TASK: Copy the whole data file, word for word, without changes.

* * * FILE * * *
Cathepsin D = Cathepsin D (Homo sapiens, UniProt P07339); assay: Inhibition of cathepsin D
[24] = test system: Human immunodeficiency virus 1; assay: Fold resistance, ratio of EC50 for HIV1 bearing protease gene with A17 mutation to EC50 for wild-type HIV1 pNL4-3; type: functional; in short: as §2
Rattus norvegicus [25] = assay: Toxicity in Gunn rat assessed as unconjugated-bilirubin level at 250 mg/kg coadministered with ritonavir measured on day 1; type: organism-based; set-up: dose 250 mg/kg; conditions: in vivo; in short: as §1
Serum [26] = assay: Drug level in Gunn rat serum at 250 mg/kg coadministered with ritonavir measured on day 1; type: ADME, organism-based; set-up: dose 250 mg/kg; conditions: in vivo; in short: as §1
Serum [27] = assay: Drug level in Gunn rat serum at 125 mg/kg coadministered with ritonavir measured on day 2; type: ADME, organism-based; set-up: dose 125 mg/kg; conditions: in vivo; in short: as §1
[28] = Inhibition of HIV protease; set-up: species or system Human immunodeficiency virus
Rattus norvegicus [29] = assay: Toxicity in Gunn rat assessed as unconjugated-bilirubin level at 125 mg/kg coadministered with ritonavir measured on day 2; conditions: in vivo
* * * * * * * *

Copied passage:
Cathepsin D = Cathepsin D (Homo sapiens, UniProt P07339); assay: Inhibition of cathepsin D
[24] = test system: Human immunodeficiency virus 1; assay: Fold resistance, ratio of EC50 for HIV1 bearing protease gene with A17 mutation to EC50 for wild-type HIV1 pNL4-3; type: functional; in short: as §2
Rattus norvegicus [25] = assay: Toxicity in Gunn rat assessed as unconjugated-bilirubin level at 250 mg/kg coadministered with ritonavir measured on day 1; type: organism-based; set-up: dose 250 mg/kg; conditions: in vivo; in short: as §1
Serum [26] = assay: Drug level in Gunn rat serum at 250 mg/kg coadministered with ritonavir measured on day 1; type: ADME, organism-based; set-up: dose 250 mg/kg; conditions: in vivo; in short: as §1
Serum [27] = assay: Drug level in Gunn rat serum at 125 mg/kg coadministered with ritonavir measured on day 2; type: ADME, organism-based; set-up: dose 125 mg/kg; conditions: in vivo; in short: as §1
[28] = Inhibition of HIV protease; set-up: species or system Human immunodeficiency virus
Rattus norvegicus [29] = assay: Toxicity in Gunn rat assessed as unconjugated-bilirubin level at 125 mg/kg coadministered with ritonavir measured on day 2; conditions: in vivo